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Rita Heidtman

Rita Heidtman
Location
Royal Oak, Michigan, United States
Birthday
December 15
Bio
I'm a writer, journalist and marketing professional living and working in the Greater Detroit Area. I jump started my journalism career in Flint, MI, where I wrote for several publications, including: The Michigan Times, Broadside and East Village Magazine. I've also written for the Contra Costa Times, B-Sides, Capture Technologies, The Women's Community Clinic and NPR's Pulse of the Planet.

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JULY 15, 2012 6:55PM

The Opposition to the Secure Communities Program

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The Secure Communities program has been around for three years now.  The federal program that seeks to protect citizens against illegal immigrants with criminal backgrounds has remained a controversial issue.  States, such as California, New York and Illinois have been trying to come up with new solutions to the federal program, as many oppose a program that would alienate and discriminate against minorities.  While New York would much rather not follow through with many of the policies, the federal government keeps pushing for Secure Communities.  And now, California has somewhat lessened the blow to minorities, creating an Act that would only deport those who are serious felons.  But the lines of distinction between who stays and who goes are still rather blurry.

According to the ACLU, Secure Communities directly links local police to federal immigration authorities.  After a suspect is detained, fingerprints are taken and then sent directly through the F.B.I. to be further checked by the Department of Homeland Security for immigration status. 

The federal government’s goal with this program is to target felons for deportation, but the reality is that police can target any person that is questionable for deportation.  While U.S. Immigration and Customs Enforcement (ICE) states that this program is simply for the protection of U.S. citizens, the ACLU argues that these policies create an environment for racial profiling, while creating fear in the community.

Since Secure Communities was enacted in 2009, 75,000 people were deported in California alone.  The L.A. Times reports that half of those people deported had either no criminal history or had misdemeanor convictions.  Due to the deportations, as well as an expansion of the program to several other states, immigration rights activists as well as politicians have spoken out about the potential harm of the program.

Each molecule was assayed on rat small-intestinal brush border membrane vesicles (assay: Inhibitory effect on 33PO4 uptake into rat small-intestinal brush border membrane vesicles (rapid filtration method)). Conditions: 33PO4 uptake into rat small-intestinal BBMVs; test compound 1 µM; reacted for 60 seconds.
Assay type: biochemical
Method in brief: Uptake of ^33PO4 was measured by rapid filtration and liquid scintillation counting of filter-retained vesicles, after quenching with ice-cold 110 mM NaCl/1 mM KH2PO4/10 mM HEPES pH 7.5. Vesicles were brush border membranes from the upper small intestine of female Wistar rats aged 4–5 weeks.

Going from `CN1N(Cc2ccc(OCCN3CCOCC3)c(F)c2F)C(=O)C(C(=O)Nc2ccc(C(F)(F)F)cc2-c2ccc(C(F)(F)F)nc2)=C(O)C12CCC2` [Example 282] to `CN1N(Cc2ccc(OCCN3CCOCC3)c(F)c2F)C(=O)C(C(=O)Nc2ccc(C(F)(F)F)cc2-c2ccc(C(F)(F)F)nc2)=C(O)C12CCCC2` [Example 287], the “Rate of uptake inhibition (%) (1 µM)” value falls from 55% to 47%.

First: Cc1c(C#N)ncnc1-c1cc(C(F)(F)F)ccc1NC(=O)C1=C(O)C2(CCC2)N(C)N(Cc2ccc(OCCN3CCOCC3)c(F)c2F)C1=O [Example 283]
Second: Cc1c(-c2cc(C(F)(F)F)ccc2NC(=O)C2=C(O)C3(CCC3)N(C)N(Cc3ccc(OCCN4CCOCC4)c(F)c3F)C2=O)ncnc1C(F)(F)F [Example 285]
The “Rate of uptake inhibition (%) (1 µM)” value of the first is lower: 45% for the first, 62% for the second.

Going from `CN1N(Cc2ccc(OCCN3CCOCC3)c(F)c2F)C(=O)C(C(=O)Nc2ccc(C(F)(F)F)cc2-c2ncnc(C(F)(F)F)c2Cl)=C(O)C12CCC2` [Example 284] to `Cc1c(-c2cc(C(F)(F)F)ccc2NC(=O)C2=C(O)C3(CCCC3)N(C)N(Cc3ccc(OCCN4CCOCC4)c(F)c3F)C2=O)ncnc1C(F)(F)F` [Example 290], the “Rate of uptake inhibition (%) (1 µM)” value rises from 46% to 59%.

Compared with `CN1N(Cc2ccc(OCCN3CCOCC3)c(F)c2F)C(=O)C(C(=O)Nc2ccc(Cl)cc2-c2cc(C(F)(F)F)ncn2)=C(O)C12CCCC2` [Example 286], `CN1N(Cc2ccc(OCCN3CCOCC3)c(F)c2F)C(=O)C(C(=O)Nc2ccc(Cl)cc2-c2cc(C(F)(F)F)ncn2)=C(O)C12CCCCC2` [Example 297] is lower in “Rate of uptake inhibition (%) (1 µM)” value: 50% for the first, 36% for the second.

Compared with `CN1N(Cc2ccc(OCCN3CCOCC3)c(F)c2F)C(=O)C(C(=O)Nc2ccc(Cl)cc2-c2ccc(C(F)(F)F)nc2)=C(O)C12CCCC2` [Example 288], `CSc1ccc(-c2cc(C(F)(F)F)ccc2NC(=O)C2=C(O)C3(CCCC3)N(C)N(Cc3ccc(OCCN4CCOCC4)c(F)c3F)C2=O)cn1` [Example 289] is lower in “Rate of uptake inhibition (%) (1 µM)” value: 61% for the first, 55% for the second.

In Connecticut, Rafael Pichardo Immigration Rights Activist said, “The social cost of the well being to our communities is too big to ignore.  We the Coalition for Immigrant Rights in Connecticut, say no longer will we allow you to use our taxpayer money to deport immigrants.”  Many others spoke out at the legislative office building in Connecticut to make their voices heard. 

Controversy and uproar has happened in several states, causing politicians to ask for revisions and exceptions to the program.  According to the New York Times, some steps have been made to improve the program in several states.  Now, police go through civil rights training, and they are only allowed to hold illegal immigrants for 48 hours.  ICE also hopes to decrease the amount of illegal immigrants that have been detained due to speeding or driving without a license.  However, some states are still looking for better alternatives to the program.

In California, Assembly member Tom Ammiano fought to draft a bill, which recently passed.  The Trust Act will work to only detain the worst offenders.  According to the L.A. Times, the bill will go to Jerry Brown next month.  New York and Illinois already have similar restrictions to the program.

However, opponents have compared the Trust Act to Arizona’s SB 1070, their own immigration law.  The National Conference of State Legislature states, “On July 28, Judge Bolton granted the request for injunction in part and enjoined those provisions related to state law officers determining immigration status during any lawful stop; the requirement to carry alien registration documents; the prohibition on applying for work if unauthorized; and permission for warrantless arrests if there is probable cause the offense would make the person is removable from the United States.”  The injunction was appealed by Governor Jan Brewer, but was later upheld by the 9th Circuit Court of Appeals. 

But the Trust Act seems to have lessened the blow to illegal immigrants, regardless of the opposition.  Under the Act, police would be required to release those who have posted bail, those who do not face serious charges and those who have not had serious convictions. 

Opposition to the program still remains strong however, especially with some of the victims speaking out.  The ACLU has taken a strong stance against Secure Communities, stating that the program still invites racial profiling and discourages people from calling the police.  While people should be looking to the police for help, immigrants may be more concerned about their status than their protection. 

While provisions are being made to ensure those who are being detained for lesser offenses are not deported, problems in other states have arisen.  The New York Times reported that in Massachusetts an illegal immigrant was arrested for killing a motorcyclist while driving drunk.  Governor Patrick blocked the program.  Quickly afterwards his actions were scrutinized by law enforcement. 

However, Patrick is clearly not alone.  He’s not the only one who doesn’t want this program to be a “license to profile.”  And if profiling continues to be the new American way, more opposition will be apparent, hopefully creativing new solutions for federal authority on immigration.

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